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What is Pump Lift?

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Definition:

Pump Lift is the linear vertical measurement that indicates the distance a certain pump can draw a liquid from the intake to the pump body and the moving parts which will compress the liquid and eject it through the outlet side of the pump.

The physical properties of materials like viscosity and density can impact the lift performance. Because oil is less dense than water the lift will be greater because of the ratio of weight to volume. Less weight is being lifted by the vacuum the pump creates in the inlet so a less dense material can travel higher with less energy than a denser liquid like water.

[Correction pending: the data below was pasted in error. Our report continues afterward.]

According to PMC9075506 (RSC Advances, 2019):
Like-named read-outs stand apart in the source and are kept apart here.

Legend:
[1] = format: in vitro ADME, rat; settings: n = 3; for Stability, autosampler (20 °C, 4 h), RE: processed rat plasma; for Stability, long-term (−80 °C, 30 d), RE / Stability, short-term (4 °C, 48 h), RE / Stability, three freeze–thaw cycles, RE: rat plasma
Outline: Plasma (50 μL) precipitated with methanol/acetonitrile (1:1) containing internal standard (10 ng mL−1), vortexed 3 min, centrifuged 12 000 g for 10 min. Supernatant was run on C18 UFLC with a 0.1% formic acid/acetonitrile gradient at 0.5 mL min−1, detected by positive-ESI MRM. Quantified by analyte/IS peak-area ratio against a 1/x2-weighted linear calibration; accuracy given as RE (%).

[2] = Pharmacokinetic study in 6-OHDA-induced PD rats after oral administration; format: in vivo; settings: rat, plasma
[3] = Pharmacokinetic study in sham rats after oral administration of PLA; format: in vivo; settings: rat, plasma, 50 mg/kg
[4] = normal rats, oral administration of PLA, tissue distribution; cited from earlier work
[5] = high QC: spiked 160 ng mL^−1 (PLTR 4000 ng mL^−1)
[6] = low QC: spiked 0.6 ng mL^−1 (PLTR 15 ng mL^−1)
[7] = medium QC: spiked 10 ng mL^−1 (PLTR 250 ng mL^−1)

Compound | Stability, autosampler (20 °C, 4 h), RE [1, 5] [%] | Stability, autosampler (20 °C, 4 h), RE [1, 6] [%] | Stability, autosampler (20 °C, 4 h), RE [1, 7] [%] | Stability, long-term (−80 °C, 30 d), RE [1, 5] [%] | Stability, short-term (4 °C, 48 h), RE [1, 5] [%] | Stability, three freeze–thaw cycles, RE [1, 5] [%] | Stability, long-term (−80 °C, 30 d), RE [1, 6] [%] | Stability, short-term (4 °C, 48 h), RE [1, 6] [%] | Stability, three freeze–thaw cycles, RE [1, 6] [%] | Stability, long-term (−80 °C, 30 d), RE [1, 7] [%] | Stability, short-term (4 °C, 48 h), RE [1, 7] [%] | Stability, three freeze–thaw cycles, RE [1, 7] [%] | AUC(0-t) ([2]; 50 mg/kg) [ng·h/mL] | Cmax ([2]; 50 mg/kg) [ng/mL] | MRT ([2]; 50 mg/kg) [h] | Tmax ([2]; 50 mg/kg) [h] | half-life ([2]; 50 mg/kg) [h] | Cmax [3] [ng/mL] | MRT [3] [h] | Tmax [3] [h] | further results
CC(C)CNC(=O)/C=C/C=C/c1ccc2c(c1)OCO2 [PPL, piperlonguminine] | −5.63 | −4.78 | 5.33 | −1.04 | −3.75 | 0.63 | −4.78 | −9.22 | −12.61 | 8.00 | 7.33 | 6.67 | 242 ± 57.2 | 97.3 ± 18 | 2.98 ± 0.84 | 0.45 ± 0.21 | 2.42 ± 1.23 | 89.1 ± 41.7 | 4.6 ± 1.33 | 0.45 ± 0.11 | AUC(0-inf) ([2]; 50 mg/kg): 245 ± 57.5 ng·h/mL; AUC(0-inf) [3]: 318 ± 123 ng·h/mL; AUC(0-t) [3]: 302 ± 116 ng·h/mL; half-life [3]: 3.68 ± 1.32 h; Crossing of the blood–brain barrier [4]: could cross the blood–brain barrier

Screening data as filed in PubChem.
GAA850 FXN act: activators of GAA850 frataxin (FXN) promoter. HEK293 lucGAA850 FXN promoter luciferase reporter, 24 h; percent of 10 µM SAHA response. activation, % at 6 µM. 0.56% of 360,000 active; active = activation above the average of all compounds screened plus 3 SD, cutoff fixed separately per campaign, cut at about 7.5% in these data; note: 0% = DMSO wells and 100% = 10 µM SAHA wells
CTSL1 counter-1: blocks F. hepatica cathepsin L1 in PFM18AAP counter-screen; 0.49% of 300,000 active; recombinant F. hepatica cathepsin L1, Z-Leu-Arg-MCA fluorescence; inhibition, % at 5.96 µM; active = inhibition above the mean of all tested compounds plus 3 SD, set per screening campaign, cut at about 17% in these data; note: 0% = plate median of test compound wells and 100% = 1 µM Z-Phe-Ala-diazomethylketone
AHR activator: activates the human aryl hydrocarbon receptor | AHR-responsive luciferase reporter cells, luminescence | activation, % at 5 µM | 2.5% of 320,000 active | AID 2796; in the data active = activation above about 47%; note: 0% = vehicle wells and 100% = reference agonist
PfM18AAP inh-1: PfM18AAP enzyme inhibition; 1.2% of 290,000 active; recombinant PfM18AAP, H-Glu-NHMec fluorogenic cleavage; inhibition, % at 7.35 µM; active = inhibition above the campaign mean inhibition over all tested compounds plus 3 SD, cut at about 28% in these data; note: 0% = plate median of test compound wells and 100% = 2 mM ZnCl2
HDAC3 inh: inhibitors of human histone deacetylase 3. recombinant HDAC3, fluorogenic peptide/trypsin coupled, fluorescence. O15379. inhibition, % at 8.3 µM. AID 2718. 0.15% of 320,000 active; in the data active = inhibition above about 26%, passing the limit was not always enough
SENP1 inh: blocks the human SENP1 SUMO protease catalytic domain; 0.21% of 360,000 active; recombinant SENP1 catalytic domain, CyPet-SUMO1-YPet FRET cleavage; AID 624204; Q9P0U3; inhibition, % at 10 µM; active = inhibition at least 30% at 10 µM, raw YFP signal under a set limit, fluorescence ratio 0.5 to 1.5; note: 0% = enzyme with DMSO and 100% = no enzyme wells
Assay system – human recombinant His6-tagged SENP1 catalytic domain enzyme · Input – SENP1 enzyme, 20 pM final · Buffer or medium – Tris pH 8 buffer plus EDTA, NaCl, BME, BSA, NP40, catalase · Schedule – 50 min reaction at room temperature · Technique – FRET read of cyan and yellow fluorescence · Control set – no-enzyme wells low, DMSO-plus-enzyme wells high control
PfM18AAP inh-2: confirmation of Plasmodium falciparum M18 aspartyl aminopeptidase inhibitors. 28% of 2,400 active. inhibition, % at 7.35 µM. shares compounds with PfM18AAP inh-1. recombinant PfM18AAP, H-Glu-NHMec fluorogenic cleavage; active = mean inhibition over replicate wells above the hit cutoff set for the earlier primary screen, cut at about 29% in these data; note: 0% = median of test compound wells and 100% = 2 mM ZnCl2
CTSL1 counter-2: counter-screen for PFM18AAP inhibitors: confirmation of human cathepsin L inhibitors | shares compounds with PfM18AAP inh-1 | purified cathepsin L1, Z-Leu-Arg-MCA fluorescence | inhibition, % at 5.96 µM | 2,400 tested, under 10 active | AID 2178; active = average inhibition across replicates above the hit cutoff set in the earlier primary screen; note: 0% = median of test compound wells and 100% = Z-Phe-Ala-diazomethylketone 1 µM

The reason a pump cannot deliver fluid to the pump body and the moving parts that will compress it and force it through the outlet has to do with the interaction of different liquids with the partial vacuum that the pump is creating in the inlet.

In an experimental display we would be able to see containers of liquid of various densities each container would include a clear vertical tube which has had all matter pumped out (actually impossible) to create a perfect vacuum. We would see liquids drawn up to a certain height by a combination of the pull of the vacuum and the push of atmospheric pressure on the liquid in the container.

Since no pump produces a perfect vacuum in the inlet the maximum pump lift of the same liquids in a real world situation would be reduced because of the inherent inefficiency of the pump mechanism.

To learn more about the proper sizing and positioning of a pump be sure to take a look at the definition of Pump Head and our Pump Basics Primer.

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